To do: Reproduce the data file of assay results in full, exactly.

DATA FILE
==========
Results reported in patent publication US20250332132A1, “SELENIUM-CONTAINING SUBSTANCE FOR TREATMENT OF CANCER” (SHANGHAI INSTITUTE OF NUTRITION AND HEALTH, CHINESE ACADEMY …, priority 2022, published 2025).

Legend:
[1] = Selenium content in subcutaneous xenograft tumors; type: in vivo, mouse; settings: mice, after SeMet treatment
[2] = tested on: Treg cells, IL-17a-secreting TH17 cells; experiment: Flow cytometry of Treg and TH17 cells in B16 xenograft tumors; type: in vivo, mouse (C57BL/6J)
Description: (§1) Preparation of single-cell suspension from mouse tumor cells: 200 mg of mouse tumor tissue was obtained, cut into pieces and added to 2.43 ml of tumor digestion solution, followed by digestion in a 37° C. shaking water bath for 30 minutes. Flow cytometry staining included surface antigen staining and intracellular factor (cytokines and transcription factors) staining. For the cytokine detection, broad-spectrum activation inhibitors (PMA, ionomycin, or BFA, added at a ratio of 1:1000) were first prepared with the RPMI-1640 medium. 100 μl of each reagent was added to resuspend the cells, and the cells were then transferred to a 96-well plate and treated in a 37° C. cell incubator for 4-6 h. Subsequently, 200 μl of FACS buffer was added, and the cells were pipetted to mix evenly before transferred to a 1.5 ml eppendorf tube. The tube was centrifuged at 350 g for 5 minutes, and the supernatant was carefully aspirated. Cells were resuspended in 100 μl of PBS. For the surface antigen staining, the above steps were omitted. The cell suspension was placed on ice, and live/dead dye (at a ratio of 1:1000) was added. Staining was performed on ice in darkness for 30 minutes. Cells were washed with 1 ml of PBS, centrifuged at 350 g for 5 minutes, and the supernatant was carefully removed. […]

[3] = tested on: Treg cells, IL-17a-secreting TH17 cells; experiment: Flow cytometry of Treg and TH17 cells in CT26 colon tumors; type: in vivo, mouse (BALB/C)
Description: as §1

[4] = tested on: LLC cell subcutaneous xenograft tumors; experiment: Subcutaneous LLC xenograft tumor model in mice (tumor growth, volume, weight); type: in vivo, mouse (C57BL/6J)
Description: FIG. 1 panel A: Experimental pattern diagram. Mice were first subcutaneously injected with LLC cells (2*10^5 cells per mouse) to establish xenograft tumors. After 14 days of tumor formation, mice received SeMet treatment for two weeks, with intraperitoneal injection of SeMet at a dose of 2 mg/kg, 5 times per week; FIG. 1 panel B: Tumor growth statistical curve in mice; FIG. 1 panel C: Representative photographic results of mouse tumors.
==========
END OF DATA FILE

Results reported in patent publication US20250332132A1, “SELENIUM-CONTAINING SUBSTANCE FOR TREATMENT OF CANCER” (SHANGHAI INSTITUTE OF NUTRITION AND HEALTH, CHINESE ACADEMY …, priority 2022, published 2025).

Legend:
[1] = Selenium content in subcutaneous xenograft tumors; type: in vivo, mouse; settings: mice, after SeMet treatment
[2] = tested on: Treg cells, IL-17a-secreting TH17 cells; experiment: Flow cytometry of Treg and TH17 cells in B16 xenograft tumors; type: in vivo, mouse (C57BL/6J)
Description: (§1) Preparation of single-cell suspension from mouse tumor cells: 200 mg of mouse tumor tissue was obtained, cut into pieces and added to 2.43 ml of tumor digestion solution, followed by digestion in a 37° C. shaking water bath for 30 minutes. Flow cytometry staining included surface antigen staining and intracellular factor (cytokines and transcription factors) staining. For the cytokine detection, broad-spectrum activation inhibitors (PMA, ionomycin, or BFA, added at a ratio of 1:1000) were first prepared with the RPMI-1640 medium. 100 μl of each reagent was added to resuspend the cells, and the cells were then transferred to a 96-well plate and treated in a 37° C. cell incubator for 4-6 h. Subsequently, 200 μl of FACS buffer was added, and the cells were pipetted to mix evenly before transferred to a 1.5 ml eppendorf tube. The tube was centrifuged at 350 g for 5 minutes, and the supernatant was carefully aspirated. Cells were resuspended in 100 μl of PBS. For the surface antigen staining, the above steps were omitted. The cell suspension was placed on ice, and live/dead dye (at a ratio of 1:1000) was added. Staining was performed on ice in darkness for 30 minutes. Cells were washed with 1 ml of PBS, centrifuged at 350 g for 5 minutes, and the supernatant was carefully removed. […]

[3] = tested on: Treg cells, IL-17a-secreting TH17 cells; experiment: Flow cytometry of Treg and TH17 cells in CT26 colon tumors; type: in vivo, mouse (BALB/C)
Description: as §1

[4] = tested on: LLC cell subcutaneous xenograft tumors; experiment: Subcutaneous LLC xenograft tumor model in mice (tumor growth, volume, weight); type: in vivo, mouse (C57BL/6J)
Description: FIG. 1 panel A: Experimental pattern diagram. Mice were first subcutaneously injected with LLC cells (2*10^5 cells per mouse) to establish xenograft tumors. After 14 days of tumor formation, mice received SeMet treatment for two weeks, with intraperitoneal injection of SeMet at a dose of 2 mg/kg, 5 times per week; FIG. 1 panel B: Tumor growth statistical curve in mice; FIG. 1 panel C: Representative photographic results of mouse tumors.